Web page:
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Reading on the AGP spec, the little bits I've found on sites like https://old.pinouts.ru/Slots/agp_pinout.shtml, say:

The Accelerated Graphics Port (also called Advanced Graphics Port) is a high-speed point-to-point channel for attaching a single device (generally a graphics card) to a computers motherboard, primarily to assist in the acceleration of 3D computer graphics. Many classify AGP as a type of computer bus, but this is something of a misnomer since buses generally allow multiple devices to be connected, while AGP does not. AGP originated from Intel, and it was first built into a chipset for the Pentium II microprocessor. AGP cards generally slightly exceed PCI cards in length and can be recognized by a typical hook at the inner end of the connector, which does not exist on PCI cards. Nowdays AGP is almost replaced by PCI-Express.

This tells me that the connector is, in fact, more generic and just a high-speed peripheral connect to the CPU. This has obvious advantages for graphics processing which needed the higher bandwidth of the time, but I can think of several other devices which would enjoy that connection speed (capture cards, disk controllers, cache devices, etc).

Were there reasons this wouldn't be done, and are there examples of hardware utilizing the AGP connector in this manner?

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    I am a little distressed that AGP is retro computing now! – trognanders Nov 13 '20 at 8:24
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    @trognanders: AGP can legally drink in the USA – Bryan Boettcher Nov 13 '20 at 18:52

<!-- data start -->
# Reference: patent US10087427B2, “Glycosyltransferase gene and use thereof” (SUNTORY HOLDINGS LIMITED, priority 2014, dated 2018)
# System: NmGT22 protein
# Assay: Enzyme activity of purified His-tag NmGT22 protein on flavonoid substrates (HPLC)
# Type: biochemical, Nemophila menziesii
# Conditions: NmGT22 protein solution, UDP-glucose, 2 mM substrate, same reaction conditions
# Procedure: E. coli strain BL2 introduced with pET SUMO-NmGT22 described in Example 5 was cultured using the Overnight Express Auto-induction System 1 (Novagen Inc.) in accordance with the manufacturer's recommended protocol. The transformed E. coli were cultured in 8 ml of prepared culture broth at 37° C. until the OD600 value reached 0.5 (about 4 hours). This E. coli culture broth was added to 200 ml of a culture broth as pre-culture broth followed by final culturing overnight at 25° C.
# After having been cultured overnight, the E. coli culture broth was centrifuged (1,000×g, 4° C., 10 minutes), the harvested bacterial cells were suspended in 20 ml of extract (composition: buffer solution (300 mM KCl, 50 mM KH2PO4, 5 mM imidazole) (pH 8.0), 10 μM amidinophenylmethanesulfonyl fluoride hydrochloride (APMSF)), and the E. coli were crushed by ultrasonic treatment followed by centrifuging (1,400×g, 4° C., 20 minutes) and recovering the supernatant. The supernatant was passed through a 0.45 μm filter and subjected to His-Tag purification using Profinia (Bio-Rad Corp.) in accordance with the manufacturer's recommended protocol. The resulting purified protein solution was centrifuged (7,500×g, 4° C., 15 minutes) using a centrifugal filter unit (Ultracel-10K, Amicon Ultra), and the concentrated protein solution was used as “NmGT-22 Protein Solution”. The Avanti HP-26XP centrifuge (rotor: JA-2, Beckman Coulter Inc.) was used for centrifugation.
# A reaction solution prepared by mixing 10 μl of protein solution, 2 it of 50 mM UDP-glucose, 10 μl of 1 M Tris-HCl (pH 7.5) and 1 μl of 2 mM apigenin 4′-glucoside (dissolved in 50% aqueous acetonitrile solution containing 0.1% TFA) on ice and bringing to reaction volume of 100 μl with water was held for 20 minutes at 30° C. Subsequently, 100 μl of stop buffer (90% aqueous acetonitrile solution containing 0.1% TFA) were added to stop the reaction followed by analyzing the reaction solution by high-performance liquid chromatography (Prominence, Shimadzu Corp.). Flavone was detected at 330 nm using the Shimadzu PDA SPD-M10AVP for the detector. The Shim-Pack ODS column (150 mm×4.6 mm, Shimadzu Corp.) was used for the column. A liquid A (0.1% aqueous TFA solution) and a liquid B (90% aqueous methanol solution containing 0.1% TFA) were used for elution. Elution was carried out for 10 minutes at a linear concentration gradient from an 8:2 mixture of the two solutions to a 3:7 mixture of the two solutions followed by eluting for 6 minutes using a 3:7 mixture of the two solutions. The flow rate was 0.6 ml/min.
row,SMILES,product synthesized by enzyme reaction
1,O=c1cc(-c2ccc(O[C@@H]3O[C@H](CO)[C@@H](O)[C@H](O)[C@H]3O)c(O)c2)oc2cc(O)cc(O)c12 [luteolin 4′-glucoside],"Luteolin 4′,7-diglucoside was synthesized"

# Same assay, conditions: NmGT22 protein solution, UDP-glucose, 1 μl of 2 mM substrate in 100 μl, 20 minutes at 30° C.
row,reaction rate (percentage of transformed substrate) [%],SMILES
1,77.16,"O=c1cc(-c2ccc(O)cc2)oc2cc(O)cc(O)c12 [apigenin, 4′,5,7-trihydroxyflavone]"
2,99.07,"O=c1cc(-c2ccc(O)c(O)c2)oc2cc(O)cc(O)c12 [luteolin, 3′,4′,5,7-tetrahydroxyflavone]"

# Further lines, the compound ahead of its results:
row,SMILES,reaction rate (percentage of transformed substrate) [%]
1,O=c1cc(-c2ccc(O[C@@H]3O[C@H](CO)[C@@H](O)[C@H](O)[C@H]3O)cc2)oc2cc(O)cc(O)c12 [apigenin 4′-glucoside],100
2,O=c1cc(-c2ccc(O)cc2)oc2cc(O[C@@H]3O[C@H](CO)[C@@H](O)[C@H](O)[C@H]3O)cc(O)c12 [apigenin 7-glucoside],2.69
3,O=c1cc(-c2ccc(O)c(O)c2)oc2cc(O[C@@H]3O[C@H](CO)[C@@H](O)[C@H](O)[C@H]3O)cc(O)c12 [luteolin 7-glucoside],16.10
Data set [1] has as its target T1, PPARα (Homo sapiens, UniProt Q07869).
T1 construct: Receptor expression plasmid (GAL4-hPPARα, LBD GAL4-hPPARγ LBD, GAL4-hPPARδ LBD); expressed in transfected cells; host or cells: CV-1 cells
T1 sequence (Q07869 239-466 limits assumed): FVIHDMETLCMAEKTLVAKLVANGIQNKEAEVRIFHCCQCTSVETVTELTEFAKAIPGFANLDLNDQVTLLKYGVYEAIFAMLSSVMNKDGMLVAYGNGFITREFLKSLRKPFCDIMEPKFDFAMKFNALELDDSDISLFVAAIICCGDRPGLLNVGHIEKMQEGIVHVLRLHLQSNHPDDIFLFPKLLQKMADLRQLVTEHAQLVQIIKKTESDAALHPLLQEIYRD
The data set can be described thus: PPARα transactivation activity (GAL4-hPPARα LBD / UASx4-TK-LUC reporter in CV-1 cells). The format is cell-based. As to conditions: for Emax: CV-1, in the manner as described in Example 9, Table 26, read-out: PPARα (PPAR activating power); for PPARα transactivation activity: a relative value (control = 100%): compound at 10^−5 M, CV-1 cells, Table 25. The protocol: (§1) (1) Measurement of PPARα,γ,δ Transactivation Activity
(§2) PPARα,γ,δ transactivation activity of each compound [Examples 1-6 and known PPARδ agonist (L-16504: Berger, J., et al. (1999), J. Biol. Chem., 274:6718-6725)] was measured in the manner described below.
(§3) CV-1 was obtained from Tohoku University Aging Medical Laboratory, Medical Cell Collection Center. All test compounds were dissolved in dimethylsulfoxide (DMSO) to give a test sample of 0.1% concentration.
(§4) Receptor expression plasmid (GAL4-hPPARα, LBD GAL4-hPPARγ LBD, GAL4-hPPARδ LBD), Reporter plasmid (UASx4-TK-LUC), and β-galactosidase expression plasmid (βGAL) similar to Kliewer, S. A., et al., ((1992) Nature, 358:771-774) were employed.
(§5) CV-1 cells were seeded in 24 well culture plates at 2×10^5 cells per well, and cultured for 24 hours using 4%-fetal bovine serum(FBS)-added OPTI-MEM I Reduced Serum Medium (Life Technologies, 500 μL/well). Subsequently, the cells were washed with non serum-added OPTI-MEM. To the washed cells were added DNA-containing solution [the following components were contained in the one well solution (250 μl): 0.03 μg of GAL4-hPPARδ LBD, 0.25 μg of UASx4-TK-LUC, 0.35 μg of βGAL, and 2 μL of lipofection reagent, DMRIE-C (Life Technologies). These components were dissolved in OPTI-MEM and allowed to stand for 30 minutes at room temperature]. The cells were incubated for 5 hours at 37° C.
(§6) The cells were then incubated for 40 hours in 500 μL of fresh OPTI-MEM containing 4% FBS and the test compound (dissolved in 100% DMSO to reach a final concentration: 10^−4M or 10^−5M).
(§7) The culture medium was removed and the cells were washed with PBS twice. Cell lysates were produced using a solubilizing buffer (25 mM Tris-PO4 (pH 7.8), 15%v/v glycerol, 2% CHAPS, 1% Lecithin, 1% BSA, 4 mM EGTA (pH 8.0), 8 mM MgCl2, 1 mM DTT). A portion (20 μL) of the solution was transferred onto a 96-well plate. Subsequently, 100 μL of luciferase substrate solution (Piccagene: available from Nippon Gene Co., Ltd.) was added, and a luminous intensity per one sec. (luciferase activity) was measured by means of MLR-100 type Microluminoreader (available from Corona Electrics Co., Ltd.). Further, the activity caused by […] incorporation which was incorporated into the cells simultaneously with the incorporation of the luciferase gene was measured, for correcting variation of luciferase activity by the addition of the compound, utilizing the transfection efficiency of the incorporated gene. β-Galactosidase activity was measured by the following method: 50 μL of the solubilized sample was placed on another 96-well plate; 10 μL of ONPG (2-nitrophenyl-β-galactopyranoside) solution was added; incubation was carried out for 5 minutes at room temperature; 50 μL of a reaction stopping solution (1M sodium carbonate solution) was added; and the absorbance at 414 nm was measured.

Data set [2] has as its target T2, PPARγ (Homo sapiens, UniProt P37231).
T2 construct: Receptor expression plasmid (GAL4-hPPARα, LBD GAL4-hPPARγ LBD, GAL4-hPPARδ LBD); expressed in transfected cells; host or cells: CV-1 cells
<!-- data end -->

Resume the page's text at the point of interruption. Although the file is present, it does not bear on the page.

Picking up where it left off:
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    OMG, AGP on the RC SE... I am ooold... – peterh - Reinstate Monica Nov 13 '20 at 20:58
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    Put another way, AGP was released closer to the PC’s creation than to this point in time. – Stephen Kitt Nov 13 '20 at 21:56
  • Doesn't really count as it's still a graphics card, but ATI's AGP-based 8500DV card was able to offer a FireWire port. techrepublic.com/article/… – Max Barraclough Nov 14 '20 at 12:57
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I researched this question online fairly thoroughly a while back. I could not find any reference to an AGP device that wasn't a graphics card. It wasn't exhaustive, and absence of proof is not proof of absence, but I strongly suspect no such cards were made. I also think there are technical and economic reasons that make it unlikely. It would have been a rather strange product, with no clear target market.

The main feature of AGP over PCI is the addition of an DMA channel to main memory. Importantly, this is an exclusive channel, not a proper bus. You can have only one AGP slot. So the only real market for such a card would be for computers that don't need graphics, such as servers.